The bet on experiential beauty events is not slowing in 2020.
On Wednesday, Hearst-owned Harper’s Bazaar announced tickets for its first-ever iteration, Restore by Harper’s Bazaar, that will take place on May 1 and 2 and in New York City. Loosely pegged to the title’s annual Anti-Aging Awards that kicked off in 2019, Harper’s Bazaar is not going after the Gen-Z or young millennial audience that is found at a bevy of the other beauty events including Beautycon’s, Sephoria’s and Ipsy’s offerings. As such, tickets for Restore will be $1,350 with a cap of 50 to 75 attendees a day, so that guests can try as many skin treatments as they’d like. Participating skin- and body-care brands are HydraFacial, FaceGym and Joanna Vargas, among others. They will be offering services in kind at Restore to connect with the Harper’s Bazaar largely Gen-X community.
“This is not an Anti-Aging-palooza, but meant to feel intimate and like a spa day. We want guests to be looking and feeling better than how they looked and felt when they came in,” said Jenna Rosenstein, beauty director of HarpersBazaar.com, who noted the total retail value of the above treatments for the day is more than $10,000.
Despite the steep ticket price, Michelle Panzer, CMO of Hearst platforms, autos and experiences, said Restore is meant to be a self-sustaining consumer event and anticipated revenue will only be generated from tickets.
“We’re just flipping the business model,” said Panzer. “Everybody who works in media knows that a lot of events are produced by the advertisers who support it and you’re expanding or extending media buys through an activation. Media companies are great at that, and it’s what they’re used to, but we think these events can be completely funded by our audience.”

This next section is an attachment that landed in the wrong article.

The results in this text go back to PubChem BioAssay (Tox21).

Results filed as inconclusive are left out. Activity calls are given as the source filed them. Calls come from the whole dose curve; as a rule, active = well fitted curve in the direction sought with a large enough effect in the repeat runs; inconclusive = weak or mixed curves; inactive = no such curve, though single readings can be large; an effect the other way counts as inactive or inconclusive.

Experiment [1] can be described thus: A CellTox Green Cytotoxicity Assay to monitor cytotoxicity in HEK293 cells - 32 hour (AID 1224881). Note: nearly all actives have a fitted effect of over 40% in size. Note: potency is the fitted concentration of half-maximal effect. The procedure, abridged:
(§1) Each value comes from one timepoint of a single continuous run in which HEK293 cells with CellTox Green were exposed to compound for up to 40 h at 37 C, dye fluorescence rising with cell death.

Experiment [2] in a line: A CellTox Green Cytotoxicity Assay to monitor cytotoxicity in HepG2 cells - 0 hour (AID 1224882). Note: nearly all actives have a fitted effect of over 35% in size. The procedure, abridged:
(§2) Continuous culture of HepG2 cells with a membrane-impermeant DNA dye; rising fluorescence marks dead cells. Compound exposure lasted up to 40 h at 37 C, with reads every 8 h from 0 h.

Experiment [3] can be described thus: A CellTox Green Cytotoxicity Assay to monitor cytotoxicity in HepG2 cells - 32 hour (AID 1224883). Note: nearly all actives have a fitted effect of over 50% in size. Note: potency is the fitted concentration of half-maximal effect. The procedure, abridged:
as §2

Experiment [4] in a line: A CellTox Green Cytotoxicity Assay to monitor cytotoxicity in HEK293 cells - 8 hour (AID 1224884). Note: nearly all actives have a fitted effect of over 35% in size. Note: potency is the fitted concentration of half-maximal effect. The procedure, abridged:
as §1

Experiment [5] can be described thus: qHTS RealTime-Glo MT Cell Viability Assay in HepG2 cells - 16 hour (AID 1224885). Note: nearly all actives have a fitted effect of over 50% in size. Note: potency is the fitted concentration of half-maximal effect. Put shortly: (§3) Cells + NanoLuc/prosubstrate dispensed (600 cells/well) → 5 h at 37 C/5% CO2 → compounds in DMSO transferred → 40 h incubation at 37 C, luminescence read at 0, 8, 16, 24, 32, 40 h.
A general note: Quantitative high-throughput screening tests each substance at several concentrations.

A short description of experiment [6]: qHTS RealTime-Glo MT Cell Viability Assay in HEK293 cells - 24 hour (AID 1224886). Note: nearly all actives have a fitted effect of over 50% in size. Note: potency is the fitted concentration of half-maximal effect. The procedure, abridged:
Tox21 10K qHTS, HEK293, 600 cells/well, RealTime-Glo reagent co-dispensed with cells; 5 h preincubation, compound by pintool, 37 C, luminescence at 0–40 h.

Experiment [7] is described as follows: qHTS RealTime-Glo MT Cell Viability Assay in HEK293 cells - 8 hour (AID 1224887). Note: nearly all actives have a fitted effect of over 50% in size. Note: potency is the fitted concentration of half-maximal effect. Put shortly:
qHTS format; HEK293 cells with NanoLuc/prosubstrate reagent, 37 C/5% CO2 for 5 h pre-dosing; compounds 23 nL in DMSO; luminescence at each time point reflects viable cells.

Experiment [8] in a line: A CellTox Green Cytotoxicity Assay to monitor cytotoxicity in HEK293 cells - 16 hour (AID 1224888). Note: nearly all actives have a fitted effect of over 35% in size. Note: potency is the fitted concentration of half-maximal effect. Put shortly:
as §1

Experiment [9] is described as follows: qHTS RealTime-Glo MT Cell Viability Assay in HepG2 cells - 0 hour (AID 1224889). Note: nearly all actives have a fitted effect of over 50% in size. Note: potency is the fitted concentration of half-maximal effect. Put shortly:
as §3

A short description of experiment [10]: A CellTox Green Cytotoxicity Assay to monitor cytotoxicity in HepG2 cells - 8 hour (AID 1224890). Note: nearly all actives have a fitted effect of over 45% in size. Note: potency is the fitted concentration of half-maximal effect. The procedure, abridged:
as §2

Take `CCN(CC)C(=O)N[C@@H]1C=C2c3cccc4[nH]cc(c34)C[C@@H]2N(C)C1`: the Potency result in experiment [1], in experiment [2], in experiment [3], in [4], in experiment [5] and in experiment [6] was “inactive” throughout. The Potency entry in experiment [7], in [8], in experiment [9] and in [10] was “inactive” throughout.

Despite the consolidation among publishers, readership for Harper’s Bazaar is up: Its annual print readership increased 13% year over year at the end of 2019 to 3.1 million, and its digital arm sees 20 million site visitors monthly, according to the title.
An event solely funded by consumers is an interesting proposition when other publishers have turned to a number of beauty marketing levers for incremental revenue, including beauty boxes (Allure and GQ), beauty content studios (Condé Nast) and branded product (Popsugar).
Panzer paralleled Harper’s Bazaar Restore to what Hearst did with Road & Track’s Road Rally, where 30 ticket holders paid $6,500 a car to go on an exclusive road trip through the Berkshires last fall. Due to the sellout nature of that event, Road & Track saw that ticket revenue covered more than 80% of event costs (as with Restore, much of the hospitality costs for the rally were provided free to Hearst in exchange for audience exposure). Five similar activations have been planned for the title in 2020.
But of course, the experiential beauty space is more crowded with platforms as varied as Create & Cultivate getting into the fray. Notably, treatments, not panel discussions, are the focus at Restore. Panzer said Harper’s Bazaar’s Anti-Aging lens and subsequent gift bag of $5,000 worth of treatments and products proves that. Its readers are also especially interested in finding ways to look better with age, with over 95% of its audience claiming they use anti-aging products in their beauty routine and own 14 anti-aging products, on average. Though Restore may be consumer facing for now, Harper’s Bazaar saw incremental business from existing beauty partners like L’Oréal Paris, YSL Beauty, Sisley, Head & Shoulders, Merle Norman, Laneige, Grande Cosmetics and Maybelline with its 2019 Anti-Aging Awards.
“We don’t want a lot of people waiting in line or worrying about what to do next. The idea is to try as many of these skin and body treatments in person,” Rosenstein said.
However, there is some existing overlap between other events, namely RealSelf, which featured HydraFacial and SkinCeuticals as advertisers at its first-ever RealSelf House of Modern Beauty event in March at SXSW in Austin, Texas. Both companies offered treatments to guests (it was open to the public) upon entrance into the RealSelf house.
Though a consolidation of beauty festivals might not happen this year, smaller formats might be the way forward for, as festivals like Beautycon have been criticized on social media for growing too large and not satisfying brand partners and consumers.
“We won’t serve all audiences,” said Panzer. “This isn’t for the reader that just wants a makeover. You have to be aging, at least marginally, to be interested in Restore.”